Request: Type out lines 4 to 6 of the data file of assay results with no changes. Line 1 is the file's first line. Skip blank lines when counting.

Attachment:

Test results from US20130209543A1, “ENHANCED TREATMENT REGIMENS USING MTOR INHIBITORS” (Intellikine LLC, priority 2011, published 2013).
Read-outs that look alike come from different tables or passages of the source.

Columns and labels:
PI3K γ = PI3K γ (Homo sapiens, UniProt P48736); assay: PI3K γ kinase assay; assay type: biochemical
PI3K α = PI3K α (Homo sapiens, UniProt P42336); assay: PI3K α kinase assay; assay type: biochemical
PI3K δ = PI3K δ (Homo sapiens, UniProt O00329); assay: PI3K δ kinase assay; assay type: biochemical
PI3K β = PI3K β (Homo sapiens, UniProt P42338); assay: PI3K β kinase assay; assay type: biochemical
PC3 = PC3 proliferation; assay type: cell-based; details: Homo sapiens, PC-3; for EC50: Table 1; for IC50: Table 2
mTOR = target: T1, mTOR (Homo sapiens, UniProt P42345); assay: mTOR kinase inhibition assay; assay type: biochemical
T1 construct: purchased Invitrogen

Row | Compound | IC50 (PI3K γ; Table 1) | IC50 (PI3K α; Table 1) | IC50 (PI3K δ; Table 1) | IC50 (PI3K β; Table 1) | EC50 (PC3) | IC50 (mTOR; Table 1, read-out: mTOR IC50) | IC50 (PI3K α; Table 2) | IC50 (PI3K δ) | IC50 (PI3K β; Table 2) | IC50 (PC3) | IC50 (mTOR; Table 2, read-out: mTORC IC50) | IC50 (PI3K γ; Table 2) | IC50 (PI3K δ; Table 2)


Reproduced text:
PI3K γ = PI3K γ (Homo sapiens, UniProt P48736); assay: PI3K γ kinase assay; assay type: biochemical
PI3K α = PI3K α (Homo sapiens, UniProt P42336); assay: PI3K α kinase assay; assay type: biochemical
PI3K δ = PI3K δ (Homo sapiens, UniProt O00329); assay: PI3K δ kinase assay; assay type: biochemical